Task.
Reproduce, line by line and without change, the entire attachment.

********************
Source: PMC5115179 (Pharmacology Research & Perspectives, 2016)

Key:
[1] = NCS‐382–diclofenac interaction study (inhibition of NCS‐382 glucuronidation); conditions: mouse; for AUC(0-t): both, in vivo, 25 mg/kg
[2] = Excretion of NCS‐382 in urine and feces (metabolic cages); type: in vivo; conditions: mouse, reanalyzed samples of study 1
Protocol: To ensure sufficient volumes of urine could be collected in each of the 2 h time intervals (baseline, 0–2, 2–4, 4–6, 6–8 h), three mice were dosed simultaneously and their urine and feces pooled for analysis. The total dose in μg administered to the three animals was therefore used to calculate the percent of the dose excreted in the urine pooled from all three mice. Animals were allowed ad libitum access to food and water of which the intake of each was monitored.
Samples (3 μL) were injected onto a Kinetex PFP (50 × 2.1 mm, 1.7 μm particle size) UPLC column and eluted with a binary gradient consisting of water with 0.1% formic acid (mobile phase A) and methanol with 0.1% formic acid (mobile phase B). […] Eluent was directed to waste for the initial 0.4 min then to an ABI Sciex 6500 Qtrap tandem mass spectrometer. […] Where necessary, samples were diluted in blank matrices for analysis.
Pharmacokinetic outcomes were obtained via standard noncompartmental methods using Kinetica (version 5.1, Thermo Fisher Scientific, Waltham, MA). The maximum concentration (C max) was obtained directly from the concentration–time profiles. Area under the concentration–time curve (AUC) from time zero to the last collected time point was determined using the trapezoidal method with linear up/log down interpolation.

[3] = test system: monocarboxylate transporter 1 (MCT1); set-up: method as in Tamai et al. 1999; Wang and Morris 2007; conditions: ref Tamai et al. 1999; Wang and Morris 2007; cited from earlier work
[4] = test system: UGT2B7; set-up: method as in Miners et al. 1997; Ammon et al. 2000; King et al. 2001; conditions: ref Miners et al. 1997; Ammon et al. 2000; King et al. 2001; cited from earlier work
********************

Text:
Source: PMC5115179 (Pharmacology Research & Perspectives, 2016)

Key:
[1] = NCS‐382–diclofenac interaction study (inhibition of NCS‐382 glucuronidation); conditions: mouse; for AUC(0-t): both, in vivo, 25 mg/kg
[2] = Excretion of NCS‐382 in urine and feces (metabolic cages); type: in vivo; conditions: mouse, reanalyzed samples of study 1
Protocol: To ensure sufficient volumes of urine could be collected in each of the 2 h time intervals (baseline, 0–2, 2–4, 4–6, 6–8 h), three mice were dosed simultaneously and their urine and feces pooled for analysis. The total dose in μg administered to the three animals was therefore used to calculate the percent of the dose excreted in the urine pooled from all three mice. Animals were allowed ad libitum access to food and water of which the intake of each was monitored.
Samples (3 μL) were injected onto a Kinetex PFP (50 × 2.1 mm, 1.7 μm particle size) UPLC column and eluted with a binary gradient consisting of water with 0.1% formic acid (mobile phase A) and methanol with 0.1% formic acid (mobile phase B). […] Eluent was directed to waste for the initial 0.4 min then to an ABI Sciex 6500 Qtrap tandem mass spectrometer. […] Where necessary, samples were diluted in blank matrices for analysis.
Pharmacokinetic outcomes were obtained via standard noncompartmental methods using Kinetica (version 5.1, Thermo Fisher Scientific, Waltham, MA). The maximum concentration (C max) was obtained directly from the concentration–time profiles. Area under the concentration–time curve (AUC) from time zero to the last collected time point was determined using the trapezoidal method with linear up/log down interpolation.

[3] = test system: monocarboxylate transporter 1 (MCT1); set-up: method as in Tamai et al. 1999; Wang and Morris 2007; conditions: ref Tamai et al. 1999; Wang and Morris 2007; cited from earlier work
[4] = test system: UGT2B7; set-up: method as in Miners et al. 1997; Ammon et al. 2000; King et al. 2001; conditions: ref Miners et al. 1997; Ammon et al. 2000; King et al. 2001; cited from earlier work